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This article in SSSAJ

  1. Vol. 54 No. 1, p. 173-179
    Received: Jan 17, 1989

    * Corresponding author(s):
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Factors Influencing Soil Structural Stability within a Growing Season

  1. E. Perfect ,
  2. B. D. Kay,
  3. W. K. P. van Loon,
  4. R. W. Sheard and
  5. T. Pojasok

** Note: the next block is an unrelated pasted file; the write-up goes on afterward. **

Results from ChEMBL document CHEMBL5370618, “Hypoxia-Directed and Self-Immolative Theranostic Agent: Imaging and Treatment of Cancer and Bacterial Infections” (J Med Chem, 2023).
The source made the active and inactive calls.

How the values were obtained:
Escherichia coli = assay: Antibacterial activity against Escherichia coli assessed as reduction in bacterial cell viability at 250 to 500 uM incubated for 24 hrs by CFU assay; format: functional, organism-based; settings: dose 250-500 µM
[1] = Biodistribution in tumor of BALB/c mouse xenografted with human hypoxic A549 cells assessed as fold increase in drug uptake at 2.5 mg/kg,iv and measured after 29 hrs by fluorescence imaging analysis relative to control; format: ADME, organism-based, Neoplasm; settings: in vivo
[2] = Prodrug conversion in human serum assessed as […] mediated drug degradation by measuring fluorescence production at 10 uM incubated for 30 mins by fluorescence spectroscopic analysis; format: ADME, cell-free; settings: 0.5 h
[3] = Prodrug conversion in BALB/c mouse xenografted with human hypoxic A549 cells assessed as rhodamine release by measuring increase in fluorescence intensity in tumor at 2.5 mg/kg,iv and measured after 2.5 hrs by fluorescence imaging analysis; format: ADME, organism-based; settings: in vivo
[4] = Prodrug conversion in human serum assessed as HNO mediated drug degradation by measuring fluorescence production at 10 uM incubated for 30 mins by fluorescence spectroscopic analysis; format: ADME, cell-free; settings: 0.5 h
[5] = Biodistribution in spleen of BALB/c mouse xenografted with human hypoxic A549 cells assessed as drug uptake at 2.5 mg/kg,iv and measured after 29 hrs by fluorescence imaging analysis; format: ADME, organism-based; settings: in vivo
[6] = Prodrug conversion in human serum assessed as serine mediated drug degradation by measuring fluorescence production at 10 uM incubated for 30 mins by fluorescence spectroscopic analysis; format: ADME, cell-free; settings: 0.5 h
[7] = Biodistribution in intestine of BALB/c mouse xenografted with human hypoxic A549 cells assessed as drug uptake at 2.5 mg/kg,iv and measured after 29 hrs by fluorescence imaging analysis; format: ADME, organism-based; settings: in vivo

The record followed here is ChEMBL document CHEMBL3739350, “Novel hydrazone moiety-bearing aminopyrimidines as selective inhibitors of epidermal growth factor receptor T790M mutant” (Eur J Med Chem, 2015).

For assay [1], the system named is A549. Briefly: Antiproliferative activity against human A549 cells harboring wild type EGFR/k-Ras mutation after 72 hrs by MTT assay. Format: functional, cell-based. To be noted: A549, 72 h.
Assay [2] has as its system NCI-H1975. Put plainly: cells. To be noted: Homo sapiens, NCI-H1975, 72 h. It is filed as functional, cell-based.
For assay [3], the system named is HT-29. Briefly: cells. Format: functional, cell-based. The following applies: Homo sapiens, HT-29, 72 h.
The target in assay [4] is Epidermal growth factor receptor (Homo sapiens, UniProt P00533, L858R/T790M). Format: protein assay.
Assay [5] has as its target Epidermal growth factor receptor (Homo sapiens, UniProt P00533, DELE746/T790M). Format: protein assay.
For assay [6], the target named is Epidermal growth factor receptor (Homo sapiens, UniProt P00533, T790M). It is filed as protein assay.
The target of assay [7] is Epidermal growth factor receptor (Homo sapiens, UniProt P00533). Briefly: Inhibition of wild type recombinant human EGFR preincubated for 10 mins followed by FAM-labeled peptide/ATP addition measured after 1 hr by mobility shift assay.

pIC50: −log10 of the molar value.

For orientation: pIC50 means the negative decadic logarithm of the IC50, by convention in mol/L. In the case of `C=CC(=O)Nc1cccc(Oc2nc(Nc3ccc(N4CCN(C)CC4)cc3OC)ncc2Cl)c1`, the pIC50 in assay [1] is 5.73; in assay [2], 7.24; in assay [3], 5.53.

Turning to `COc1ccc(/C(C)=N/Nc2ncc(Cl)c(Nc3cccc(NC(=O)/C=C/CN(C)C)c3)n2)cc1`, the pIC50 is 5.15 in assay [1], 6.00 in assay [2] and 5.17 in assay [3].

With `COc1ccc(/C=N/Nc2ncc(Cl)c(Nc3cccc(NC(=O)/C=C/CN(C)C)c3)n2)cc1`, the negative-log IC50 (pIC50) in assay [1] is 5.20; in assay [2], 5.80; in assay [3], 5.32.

Temporal fluctuations in soil structural stability within cropping treatments are often as large as differences between crops during the growing season. The relative importance of soil moisture, roots, and microbial biomass as factors contributing to this variation were investigated. Research was conducted on a fine-silty, mixed, mesic Typic Eutrochrept intergrading to a fine-silty, mixed, mesic Typic Haplaquept soil near Elora, ON. Six perennial forage treatments, established 2 yr previously, were compared with spring-seeded conventional and zero-till corn (Zea mays L.). The plow layer of each cropping treatment was sampled at monthly intervals. A combination of wet sieving and turbidimetry was used to provide a rapid assessment of wet aggregate stability (WAS) and dispersible clay (DC), respectively. On average, the forages had significantly less DC and greater WAS than the two corn treatments. Structural stability was found to decrease with increasing soil water content (r = 0.80 for DC and r = 0.74 for Was, both significant at P = 0.01). The corn soil experienced less extreme drying in the spring. Stepwise multiple-regression analyses selected soil moisture and microbial biomass (in that order) as significant predictors of structural stability within the growing season. Using both parameters, it was possible to explain up to 85% of the temporal variation in DC and WAS on a by-treatment basis.

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